At Global Finance’s annual private-bank awards dinner in Manhattan, talk revolved around how wealth can best serve people and create value worldwide.
Finance can be a cold, heartless business—but not when it comes to private banking, which is all about the intersection of those cold numbers with the warm hearts of living human beings.
Storytelling, according to Mihir Desai, the Mizuho Financial Group professor of finance at Harvard Business School and a professor of law at Harvard Law School, brings out the deeply humanistic quality to finance. Desai, who recently published The Wisdom of Finance, shared these ideas as keynote speaker for the celebratory crowd at Global Finance’s third annual Private Bank Awards dinner at the Harvard Club on February 7.
Desai tapped literature for relatable analogies that illustrate financial issues playing out in human dilemmas. He described Elizabeth Bennet of Jane Austen’s Pride and Prejudice, for example, as having a “risk-management problem” with suitors, noting also that she talks about options and seeks diversification, leveraging her resources.
Private-banking executives, guests and wealth-industry attendees from around the globe talked everything from hard news—current events and global trends—to softer topics such as mindfulness.
A common theme was how to be more global, as clients look to diversify outside their own countries. “We face fierce competition and the need to adapt to a constantly evolving regulatory environment everywhere,” said Michael Sarlanis, executive director and international location head at UBS.
Attendees noted the growing appeal of socially responsible investing. “The number-one challenge is that people have different definitions of social responsibility,” said Catherine McCool, vice president at J.P. Morgan. “Acting in a socially responsible way is an idea for people; so you have to take that idea and turn it into a tangible investment.”
Private bankers have to know the markets where they do business. “The first challenge is to understand the nuances of different countries in different markets,” said Samuel Wilson, CFA, vice president and wealth strategist at Northern Trust. “You have different tax codes, cultures and investment philosophies.” Multiculturalism, especially knowing how to establish trust in other cultures, is required.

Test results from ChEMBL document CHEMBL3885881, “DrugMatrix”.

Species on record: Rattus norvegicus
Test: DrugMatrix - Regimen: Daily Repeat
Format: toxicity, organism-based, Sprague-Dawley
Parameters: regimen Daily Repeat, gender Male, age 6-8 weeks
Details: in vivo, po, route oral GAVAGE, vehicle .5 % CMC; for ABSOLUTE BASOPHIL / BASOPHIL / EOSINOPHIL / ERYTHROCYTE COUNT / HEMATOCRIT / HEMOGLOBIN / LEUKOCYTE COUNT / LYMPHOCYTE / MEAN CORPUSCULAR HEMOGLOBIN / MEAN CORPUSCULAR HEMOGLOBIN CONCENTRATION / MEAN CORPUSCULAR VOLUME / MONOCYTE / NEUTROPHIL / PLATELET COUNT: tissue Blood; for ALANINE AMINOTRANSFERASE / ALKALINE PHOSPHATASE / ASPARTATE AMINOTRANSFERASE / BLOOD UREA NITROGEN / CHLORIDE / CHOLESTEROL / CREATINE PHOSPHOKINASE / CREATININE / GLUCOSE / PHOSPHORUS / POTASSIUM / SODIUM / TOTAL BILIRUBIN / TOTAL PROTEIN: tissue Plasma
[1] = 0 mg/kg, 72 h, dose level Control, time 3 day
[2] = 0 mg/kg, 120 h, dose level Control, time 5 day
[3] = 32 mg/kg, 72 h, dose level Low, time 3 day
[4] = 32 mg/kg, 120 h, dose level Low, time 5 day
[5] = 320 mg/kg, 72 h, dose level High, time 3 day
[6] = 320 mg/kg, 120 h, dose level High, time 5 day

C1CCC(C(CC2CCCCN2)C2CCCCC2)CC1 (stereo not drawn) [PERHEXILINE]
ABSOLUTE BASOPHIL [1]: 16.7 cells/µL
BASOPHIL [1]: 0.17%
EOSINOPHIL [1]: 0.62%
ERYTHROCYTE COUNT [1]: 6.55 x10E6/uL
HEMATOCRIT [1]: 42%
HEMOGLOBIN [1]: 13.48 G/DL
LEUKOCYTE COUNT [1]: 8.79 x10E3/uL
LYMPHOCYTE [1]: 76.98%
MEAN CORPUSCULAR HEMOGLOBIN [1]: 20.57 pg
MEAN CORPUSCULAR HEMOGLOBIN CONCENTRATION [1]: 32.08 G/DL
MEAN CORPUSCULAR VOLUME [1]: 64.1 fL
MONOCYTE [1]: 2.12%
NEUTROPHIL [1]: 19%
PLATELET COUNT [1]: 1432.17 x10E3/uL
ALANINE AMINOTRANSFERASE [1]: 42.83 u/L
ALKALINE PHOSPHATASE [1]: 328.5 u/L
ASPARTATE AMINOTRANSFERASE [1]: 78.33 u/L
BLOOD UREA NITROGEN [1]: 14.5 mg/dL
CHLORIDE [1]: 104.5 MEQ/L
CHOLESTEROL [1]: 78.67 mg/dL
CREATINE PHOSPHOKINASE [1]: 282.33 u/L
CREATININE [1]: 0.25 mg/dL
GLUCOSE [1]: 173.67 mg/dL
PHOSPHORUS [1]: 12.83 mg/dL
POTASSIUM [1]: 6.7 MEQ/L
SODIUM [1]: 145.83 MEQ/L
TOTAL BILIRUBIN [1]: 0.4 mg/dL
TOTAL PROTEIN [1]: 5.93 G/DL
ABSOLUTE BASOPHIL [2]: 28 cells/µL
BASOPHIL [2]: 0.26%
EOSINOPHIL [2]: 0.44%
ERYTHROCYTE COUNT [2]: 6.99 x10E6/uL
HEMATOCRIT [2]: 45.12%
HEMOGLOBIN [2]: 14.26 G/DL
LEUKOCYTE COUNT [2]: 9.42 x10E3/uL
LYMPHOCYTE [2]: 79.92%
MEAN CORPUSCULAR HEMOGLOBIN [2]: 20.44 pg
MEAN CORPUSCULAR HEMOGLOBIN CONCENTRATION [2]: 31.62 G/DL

Often, a big part of wealth management is teaching the next generation. “We do something for our client’s children, and there’s a lot of interest from our clients,” said Didem Bagriacik of Akbank. “We try to teach the children that when they inherit wealth, they have to give back to society.”
Whether domestic or international, entrepreneurs are a growth market in wealth management, and early or mid-stage entrepreneurs have specific needs. Cultivating these relationships requires collaboration with commercial bankers to build credibility and provide a holistic solution.
“We’re growing at a phenomenal rate—double digits over the past seven to 10 years,” said David Heatherly of BMO Financial Group. “Our biggest challenge is keeping up with the growth, whether in the technology infrastructure underpinning the business or sourcing high-quality talent.”
Many guests talked about keeping pace with a more sophisticated clientele, noting that “plain vanilla” offerings of the past have lost appeal. Ralph Davidson of Itaú Private Bank International noted that it’s a challenge to combine thought leadership with service to exceed a client’s needs.
Improving services with new technology is also a priority, but for some clients, it’s a big adjustment. “Most important is that our clients believe in us as a private bank, and they will believe in the new technology because they trust us,” said Anton Kovacik of Tatra banka. “We want to lead our clients into the new age.”
In a low-fee environment, private banks are trying various ways to accomplish more with fewer employees. “I’ve been investing in EQ [emotional intelligence], and my employees and I started to do mindfulness,” said Shaul Shneider, head of the Private Banking Division at Bank Leumi. “If I do a good job,” he added, “I’ll be here next year as well.”